Enroll this dog in a puppy play group or even a training or socialization class – even if they’re an older dog or have done that training before. The important thing is to get them safely around other dogs, so they can get the social interaction they’re craving.
A dog who is constantly nipping at you or tugging on your clothes, especially if they’re an older dog who had already outgrown their puppy piranha phase, is probably looking for attention and play to address their boredom.
This dog is asking for more from their owner, and it’s easy – and fun – to give them what they want: Play with them!
Take some time out of your day, in addition to your usual exercise time, to play tug-of-war or other games with your pup – they’ll love it, and you probably will too.
This can manifest itself in a number of ways, such as the barking and biting mentioned above, constantly getting right into your face, refusing to leave your side, and generally forcing themselves into your presence at all times.
This is a tricky behavior to diagnose, because it may be caused by boredom, but it can also be a consequence of separation anxiety.
Watch your dog’s other behaviors or speak with a vet to determine what’s really going on here, but if it is boredom, you can help alleviate it by incorporating your dog more into your daily routine and giving them “tasks” to help them feel like part of the family.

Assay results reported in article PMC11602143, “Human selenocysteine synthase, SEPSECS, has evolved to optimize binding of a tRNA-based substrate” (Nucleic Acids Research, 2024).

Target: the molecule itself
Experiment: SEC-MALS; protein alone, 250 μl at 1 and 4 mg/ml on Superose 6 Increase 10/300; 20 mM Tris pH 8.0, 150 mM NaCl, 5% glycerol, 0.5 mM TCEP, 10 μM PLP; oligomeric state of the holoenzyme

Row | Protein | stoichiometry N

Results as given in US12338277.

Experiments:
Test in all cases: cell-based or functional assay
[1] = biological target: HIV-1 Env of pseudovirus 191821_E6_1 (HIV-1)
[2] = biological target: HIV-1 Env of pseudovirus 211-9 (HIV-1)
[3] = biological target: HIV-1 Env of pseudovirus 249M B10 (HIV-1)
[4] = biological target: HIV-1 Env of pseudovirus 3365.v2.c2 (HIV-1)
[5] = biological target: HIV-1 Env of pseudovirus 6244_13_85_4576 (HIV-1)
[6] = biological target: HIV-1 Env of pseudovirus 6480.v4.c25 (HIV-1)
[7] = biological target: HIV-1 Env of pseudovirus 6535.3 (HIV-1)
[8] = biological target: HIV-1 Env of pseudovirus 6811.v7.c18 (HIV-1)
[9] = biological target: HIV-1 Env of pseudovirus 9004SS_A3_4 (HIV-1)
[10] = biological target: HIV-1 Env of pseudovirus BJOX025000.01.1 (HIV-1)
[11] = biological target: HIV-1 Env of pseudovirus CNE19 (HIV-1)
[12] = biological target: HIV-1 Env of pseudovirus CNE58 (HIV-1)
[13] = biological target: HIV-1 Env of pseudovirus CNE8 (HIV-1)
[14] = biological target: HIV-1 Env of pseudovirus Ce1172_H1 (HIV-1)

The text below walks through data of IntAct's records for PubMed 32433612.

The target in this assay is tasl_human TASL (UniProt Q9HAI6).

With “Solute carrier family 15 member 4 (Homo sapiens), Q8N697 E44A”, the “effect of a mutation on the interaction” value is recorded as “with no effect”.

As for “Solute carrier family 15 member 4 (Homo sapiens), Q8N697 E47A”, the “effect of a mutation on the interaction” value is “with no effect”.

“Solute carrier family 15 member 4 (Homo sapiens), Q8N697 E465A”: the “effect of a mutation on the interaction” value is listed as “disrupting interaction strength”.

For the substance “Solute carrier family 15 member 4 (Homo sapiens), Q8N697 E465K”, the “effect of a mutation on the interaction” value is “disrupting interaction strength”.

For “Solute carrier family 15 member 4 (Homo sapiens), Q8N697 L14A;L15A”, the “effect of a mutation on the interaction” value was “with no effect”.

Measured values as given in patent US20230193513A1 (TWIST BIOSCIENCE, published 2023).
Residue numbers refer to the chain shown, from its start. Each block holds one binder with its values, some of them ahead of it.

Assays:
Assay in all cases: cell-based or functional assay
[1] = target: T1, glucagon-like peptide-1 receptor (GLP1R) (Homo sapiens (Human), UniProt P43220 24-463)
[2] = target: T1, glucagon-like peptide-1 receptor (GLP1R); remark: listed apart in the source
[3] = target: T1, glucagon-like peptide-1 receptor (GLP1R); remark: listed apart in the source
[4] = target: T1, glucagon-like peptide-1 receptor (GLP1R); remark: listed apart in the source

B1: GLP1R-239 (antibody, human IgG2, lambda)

A listless dog might lie around all the time and not show any interest in things they used to enjoy.
Food is a good way to motivate a checked-out dog into engaging again, but food puzzles or reward-based toys, like kongs, will get your dog going again.
Boredom is extremely difficult for dogs to cope with, but with help from their owners, it can be managed and contained without sacrificing the dog’s emotional well-being or physical health – or the owner’s house.
A bored dog is not necessarily a good dog. Boredom can manifest in many different ways and look differently in distinct breeds. Don't wait until your dog destroys something precious to you, bites someone, or digs a hole in your sofa cushion.
The best way to prevent a bored dog from taking matters into his own
hands (I mean paws) is to take a proactive approach.
This means providing enough exercise both physical and mentally to keep him happy. Dogs love your attention and there are few that will give up the opportunity to play with you.
Don't stop with exercise and play, rather invest some quality time training your dog. Training commands and tricks can be very exhausting to dogs which means they will be much more likely to rest afterwards.
If individual training is not for you, consider an obedience class or even doggie daycare. If nothing else, work on your dog's socialization skills.
Invest in a few food puzzles or Kong toys which will keep your dog happy for extended periods of time.
If all else fails, talk to your veterinarian to rule out any underlying medical issues.
Your dog doesn't need to be bored. He/she will appreciate your help and you will benefit in the long run.